Friday, October 9, 2009

How to Succeed In Sequels

More than any other film genre, horror has thrived--and sometimes shriveled--with the onslaught of sequels. From forced character crossovers to flashback riddled running times (is there even ten minutes of original content between the first round of followups to The Hills Have Eyes and Silent Night, Deadly Night?), it’s easy to mess up a sequel. But you know what? Pumpkins are in season, I'm high on candy corn, and the positivity is pumping, so let’s instead take a moment to consider some of the smart choices sequels have made in continuing a good story: 

Expanded Mythology
The true beauty of a sequel is that it can take a premise people found interesting the first go ‘round and attack it from a new angle, such as the Cenobite-heavy chambers of Hellraiser II. While it's true that many a sequel runs the risk of revealing too much (thereby negating some of the mystery that occasionally defines a first film) others seize upon the potential. Eli Roth's Hostel, for example, was a better idea than film, but his followup used the now established setup of a capitalist torture show to fully explore what audiences were drawn to in the first place. Instead of wasting time with standard protagonists, Roth gave us a briefer intro to much more likable women, then promptly delved into Elite Hunting and its own financiers. The result was a quick moving and smartly done film that found just the right note to revisit Slovakia.

Other films are less successful, but not always in a sacrilegious way. The philosophically horrific Cube series debuted as one of the most surprisingly intriguing films of the ‘90s, while a few straight-to-cable/dvd sequels attempted to take an incredible concept and try it with a different recipe. Cube 2 :Hypercube plays with the math, hints at its origin, and shoots itself with a horrid title worth of an Atari game while Cube Zero (arguably a prequel) goes behind the scenes to pose new questions. Neither is anywhere near as satisfying as Vincenzo Natali's original, which works precisely because we ultimately know nothing but what our own fears project. Still, if you watch Parts 2 & 3 as if they’re pieces of fan fiction blown up to feature length, both work on their own terms, sort of ‘what-ifs’ to a question that should never actually be answered.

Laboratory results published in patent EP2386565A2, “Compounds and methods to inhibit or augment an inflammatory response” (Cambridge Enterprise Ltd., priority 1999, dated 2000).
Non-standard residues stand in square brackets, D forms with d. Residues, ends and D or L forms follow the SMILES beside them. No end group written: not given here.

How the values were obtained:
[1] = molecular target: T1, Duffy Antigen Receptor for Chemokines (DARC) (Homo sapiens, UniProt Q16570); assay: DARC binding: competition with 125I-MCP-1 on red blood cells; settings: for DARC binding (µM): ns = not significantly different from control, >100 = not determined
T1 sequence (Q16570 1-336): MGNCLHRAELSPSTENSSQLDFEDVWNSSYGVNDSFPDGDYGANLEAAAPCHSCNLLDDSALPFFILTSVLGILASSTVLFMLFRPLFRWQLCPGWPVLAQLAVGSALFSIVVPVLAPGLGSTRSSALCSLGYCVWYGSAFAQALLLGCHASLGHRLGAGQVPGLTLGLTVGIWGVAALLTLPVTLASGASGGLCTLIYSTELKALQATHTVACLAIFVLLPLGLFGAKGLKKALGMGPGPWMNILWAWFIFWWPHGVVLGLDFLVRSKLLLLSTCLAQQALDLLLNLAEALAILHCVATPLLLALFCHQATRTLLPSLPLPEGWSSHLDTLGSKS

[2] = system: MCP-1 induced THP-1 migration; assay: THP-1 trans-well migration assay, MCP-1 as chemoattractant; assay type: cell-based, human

Remakes In Sequels’ Designer Clothing
The world would be a far less groovy place had Sam Raimi ended the adventures of Ash in 1981. Yes, The Evil Dead is a great gooey film, but it's his first sequel that cements Bruce Campbell's status as an icon among the undead. Only quibble? It's not really a sequel if the first half hour retells the original story.

Sometimes, a filmmaker decides that directing a second film is code for second chance. In the case of The Evil Dead, this minor lapse of originality works because Raimi takes the good and makes it better with more money. We forgive the fact that Ash and Linda had already made a fateful trip to that cabin in the woods because even within the constraints of the same story, Raimi uses such a different energy that we end up with a completely different film not only from its original, but from just about every other film that had come before it.

Keep the Story Consistent
Say what you want about the juggernaut success of the Saw series, but has there ever been a 6 film franchise with such an excessively complicated spiderweb of a plot? Haters like to attack Lions Gate’s posterchild for its grisly suspenseless violence and contrived characters, but I continue to argue that this is, in many ways, one of the tightest (at least by script) franchises in the horror genre. With occasional flashbacks (and inventive ways to utilize the now deceased Jigsaw himself), each film has continued the story with something of a six degrees of separation mentality. A minor character from Part 2 returns to head Part 4, while missing characters reappear with believable, if somewhat logistically stretched explanations as to their whereabouts. I imagine the upcoming installment will have two audiences: those that have followed the five previous films and are still waiting for answers about Jigsaw's wife, the contents of a mysterious box, and the protagonists of Part III’s daughter (who’s been missing, but acknowledged in the last two films) while the other half will simply slurp their sodas through exposition and cheer at the latest rusted torture contraption. In a way, everybody wins. Except for oddly vast majority of horror fans who like to brand Saw the antichrist of filmdom.